Vote to overturn Citizens United decision
To the Editor:
Citizens United, a conservative advocacy group, accepted corporate funding to create a 90-minute attack film against a presidential candidate. Fearing that the Federal Election Commission and laws on campaign finance would prevent them from establishing it as a video-on-demand, they sued the FEC.
The U.S. Supreme Court in its 5-4 decision went much further by overturning the previous century of case history and legislation on financial campaign reform. The court ruled that corporations have the unrestricted right to spend money to influence elections guaranteed by the First Amendment of the Constitution. Essentially, they established the principle that corporations are persons and money is free speech.
Since this decision, an enormous amount of money from corporations, as well as wealthy individuals, has poured into national and state political campaigns laundered through front organizations such as Citizens United. Many of these fronts are 401 (c)(4) “social welfare” organizations that can spend 49 percent of their incomes to influence political campaigns without having to disclose their financial donors. By targeting certain campaigns and working with corporate and industry lobbyists, this money can be channeled to threaten particular candidates with funding of their opponents’ campaigns, thus corrupting our political system.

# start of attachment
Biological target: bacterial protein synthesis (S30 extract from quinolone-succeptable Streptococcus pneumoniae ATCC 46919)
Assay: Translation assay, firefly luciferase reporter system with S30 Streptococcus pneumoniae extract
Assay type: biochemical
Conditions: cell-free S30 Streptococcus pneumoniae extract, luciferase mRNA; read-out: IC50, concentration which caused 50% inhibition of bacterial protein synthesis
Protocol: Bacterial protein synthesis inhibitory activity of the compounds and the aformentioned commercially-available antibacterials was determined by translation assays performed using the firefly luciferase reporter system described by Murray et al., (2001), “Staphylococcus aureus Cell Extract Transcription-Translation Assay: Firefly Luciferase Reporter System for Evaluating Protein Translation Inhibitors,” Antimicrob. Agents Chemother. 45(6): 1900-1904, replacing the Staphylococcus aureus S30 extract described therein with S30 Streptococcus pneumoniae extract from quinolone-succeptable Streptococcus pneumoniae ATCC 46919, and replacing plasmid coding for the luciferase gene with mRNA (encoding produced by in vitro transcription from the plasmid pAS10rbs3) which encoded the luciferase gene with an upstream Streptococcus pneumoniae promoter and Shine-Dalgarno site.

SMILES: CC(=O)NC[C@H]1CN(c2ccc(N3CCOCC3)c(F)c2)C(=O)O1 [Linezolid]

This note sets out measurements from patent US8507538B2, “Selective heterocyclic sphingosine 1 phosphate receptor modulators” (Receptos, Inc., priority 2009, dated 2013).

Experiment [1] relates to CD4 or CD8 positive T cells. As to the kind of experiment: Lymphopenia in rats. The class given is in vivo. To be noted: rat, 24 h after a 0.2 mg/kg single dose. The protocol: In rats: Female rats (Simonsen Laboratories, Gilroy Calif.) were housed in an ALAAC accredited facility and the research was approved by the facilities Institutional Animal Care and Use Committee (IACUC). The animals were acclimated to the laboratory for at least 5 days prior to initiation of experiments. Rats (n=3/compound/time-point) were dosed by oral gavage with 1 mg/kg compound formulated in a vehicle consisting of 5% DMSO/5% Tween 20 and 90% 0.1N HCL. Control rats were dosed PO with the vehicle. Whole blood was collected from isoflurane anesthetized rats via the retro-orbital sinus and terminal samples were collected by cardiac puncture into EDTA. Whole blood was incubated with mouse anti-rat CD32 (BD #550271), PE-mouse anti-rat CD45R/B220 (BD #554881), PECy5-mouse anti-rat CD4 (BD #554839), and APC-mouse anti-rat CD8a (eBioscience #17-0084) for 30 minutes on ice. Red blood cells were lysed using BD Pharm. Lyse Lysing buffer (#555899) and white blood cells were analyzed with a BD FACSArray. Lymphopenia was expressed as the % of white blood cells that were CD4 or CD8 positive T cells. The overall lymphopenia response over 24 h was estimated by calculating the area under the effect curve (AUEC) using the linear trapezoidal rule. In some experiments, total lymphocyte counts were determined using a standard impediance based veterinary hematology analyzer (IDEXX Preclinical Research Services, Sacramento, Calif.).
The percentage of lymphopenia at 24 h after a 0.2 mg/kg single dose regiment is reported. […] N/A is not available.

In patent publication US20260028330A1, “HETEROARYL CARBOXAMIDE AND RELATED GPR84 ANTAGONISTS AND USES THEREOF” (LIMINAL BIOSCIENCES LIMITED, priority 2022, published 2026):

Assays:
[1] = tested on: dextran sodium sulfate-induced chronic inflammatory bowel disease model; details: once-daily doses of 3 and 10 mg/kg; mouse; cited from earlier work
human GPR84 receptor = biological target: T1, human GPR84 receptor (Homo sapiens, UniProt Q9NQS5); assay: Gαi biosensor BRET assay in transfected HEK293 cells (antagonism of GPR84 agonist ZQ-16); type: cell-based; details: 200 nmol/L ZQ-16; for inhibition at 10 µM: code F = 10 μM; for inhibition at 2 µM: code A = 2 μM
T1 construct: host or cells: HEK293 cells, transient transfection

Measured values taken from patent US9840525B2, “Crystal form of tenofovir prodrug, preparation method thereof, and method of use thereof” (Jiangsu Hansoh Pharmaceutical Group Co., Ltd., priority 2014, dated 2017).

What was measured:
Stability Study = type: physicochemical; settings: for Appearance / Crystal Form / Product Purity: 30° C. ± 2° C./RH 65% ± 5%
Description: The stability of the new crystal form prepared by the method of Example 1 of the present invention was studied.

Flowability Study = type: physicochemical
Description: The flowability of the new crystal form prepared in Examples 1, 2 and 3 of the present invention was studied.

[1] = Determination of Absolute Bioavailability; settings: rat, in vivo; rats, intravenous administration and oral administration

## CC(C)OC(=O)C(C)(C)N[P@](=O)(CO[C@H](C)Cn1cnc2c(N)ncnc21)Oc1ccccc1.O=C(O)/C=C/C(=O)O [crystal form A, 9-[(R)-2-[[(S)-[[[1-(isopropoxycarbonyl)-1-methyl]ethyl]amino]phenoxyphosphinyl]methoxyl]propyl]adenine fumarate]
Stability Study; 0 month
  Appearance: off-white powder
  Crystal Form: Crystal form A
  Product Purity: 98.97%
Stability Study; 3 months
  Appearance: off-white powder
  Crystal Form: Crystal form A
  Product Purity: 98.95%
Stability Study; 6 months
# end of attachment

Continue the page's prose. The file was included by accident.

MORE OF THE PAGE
And there is no way for the public to know who is behind the corruption. This makes it much harder to advance legislation in the public interest that affects corporations such as health care, environmental safety, Wall Street excesses, workers’ rights, consumer protection, monopolistic practices, business tax loopholes, etc.
Because freedom of religion is also guaranteed by the First Amendment, legislators from Arizona recently decided that religious freedom of corporations could also be used to restrict access to customers who violate the religious beliefs of the corporation – a thinly disguised bill to discriminate against gays. Fortunately, Arizona’s governor was smart enough to veto this bill since it would have created a very large loss of revenue to the state.
Both of these applications of the Citizens United decision dilute the freedoms of individuals while transferring basic rights intended for persons to corporations. Adam Smith in The Wealth of Nations, as well as several presidents including Jefferson, Theodore Roosevelt, Truman, and Eisenhower, have warned about the damage to free market capitalism and our form of government by the unrestrained concentration of power in large businesses.
A nationwide effort sponsored by several cooperating organizations to overturn the Citizens United decision has come to New Hampshire. Thirteen state legislatures and more than 500 cities and towns in the U.S. have already passed resolutions to support this effort. On March 11, the ballots of 26 New Hampshire towns, including Amherst and Milford, will include these resolutions as petition warrant articles (41 in Amherst and 25 in Milford).
Please defend individual freedom in New Hampshire and the U.S. by voting for these petition warrant articles.